Cell biologists agree that the Golgi apparatus performs essential functions, but they cannot even draw a diagram of the organelle before uncertainties arise. How many compartments exist within the Golgi, and what do we actually mean by the term “compartment”? How do the different cisternae of the Golgi exchange material, and how are these cisternae connected in space and time? Where and how do resident Golgi proteins localize? Which characteristics are fundamental for the operation of the Golgi, and which ones are particular to certain cell types? Here, we address some of these questions while proposing a conceptual framework to guide ongoing research.
Roles of the Golgi Apparatus
Several functions are attributed to the Golgi in a range of cell types (Farquhar and Palade, 1981; Mironov and Pavelka, 2008; Wilson et al., 2011). The Golgi receives proteins and lipids from both the endoplasmic reticulum (ER) and the endolysosomal system, and it orchestrates the sorting and distribution of these cargoes. Thus, the Golgi acts as a crossroads in the biosynthetic and endocytic traffic routes. As newly synthesized cargo molecules transit through the Golgi, they meet protein and lipid modifying enzymes, most of which modify glycans. Indeed, owing to its numerous glycosyltransferases and glycosidases, the Golgi is a major carbohydrate factory of the eukaryotic cell, responsible for the biosynthesis of glycosphingolipids, glycoproteins, and extracellular polysaccharides (Mellman and Simons, 1992; Driouich et al., 1993; Stanley, 2011; D’Angelo et al., 2013). These functions are broadly conserved.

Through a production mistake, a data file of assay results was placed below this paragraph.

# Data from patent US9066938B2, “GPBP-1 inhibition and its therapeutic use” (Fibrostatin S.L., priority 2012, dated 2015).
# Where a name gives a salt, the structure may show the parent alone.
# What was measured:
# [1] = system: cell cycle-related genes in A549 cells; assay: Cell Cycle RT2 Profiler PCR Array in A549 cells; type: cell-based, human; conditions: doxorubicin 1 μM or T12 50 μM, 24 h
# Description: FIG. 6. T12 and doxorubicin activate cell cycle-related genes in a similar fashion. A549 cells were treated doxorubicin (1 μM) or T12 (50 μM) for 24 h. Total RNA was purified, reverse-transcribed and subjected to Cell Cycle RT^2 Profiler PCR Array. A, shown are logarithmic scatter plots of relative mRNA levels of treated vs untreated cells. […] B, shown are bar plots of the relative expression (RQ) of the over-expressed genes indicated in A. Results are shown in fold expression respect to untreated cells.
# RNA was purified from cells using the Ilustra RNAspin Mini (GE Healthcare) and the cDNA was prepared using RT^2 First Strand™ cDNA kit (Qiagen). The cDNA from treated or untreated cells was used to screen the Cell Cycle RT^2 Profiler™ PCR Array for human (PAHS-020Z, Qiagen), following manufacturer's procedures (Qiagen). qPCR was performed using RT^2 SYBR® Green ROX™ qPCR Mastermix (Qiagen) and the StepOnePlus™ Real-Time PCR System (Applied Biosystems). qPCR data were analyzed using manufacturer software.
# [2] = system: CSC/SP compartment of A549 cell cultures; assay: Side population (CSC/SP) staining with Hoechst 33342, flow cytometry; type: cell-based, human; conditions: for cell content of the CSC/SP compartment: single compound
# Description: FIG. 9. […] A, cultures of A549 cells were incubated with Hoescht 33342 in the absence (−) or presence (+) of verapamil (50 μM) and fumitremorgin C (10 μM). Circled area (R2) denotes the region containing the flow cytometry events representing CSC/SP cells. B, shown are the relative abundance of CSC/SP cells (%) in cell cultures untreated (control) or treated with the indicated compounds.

Other functions of the Golgi may be restricted to particular organisms. For example, the Golgi has emerged as a signaling hub that coordinates secretion with environmental cues and the cell cycle (Farhan and Rabouille, 2011; Chia et al., 2012; Luini and Parashuraman, 2016). These phenomena are probably specific to animal cells, although some signaling mechanisms might be universally important for regulating Golgi traffic. In vertebrates but not in other organisms, the Golgi promotes the nucleation of microtubules that are important for directional post-Golgi trafficking, cell polarization, and migration (Rios, 2014; Sanders and Kaverina, 2015). In plant and yeast cells but not in mammalian cells, Golgi cisternae serve as early endosomes that receive endocytic cargoes destined for recycling or degradation (Dettmer et al., 2006; Viotti et al., 2010; Day et al., 2018). Perturbation of conserved or organism-specific Golgi processes can result in disease (Zappa et al., 2018).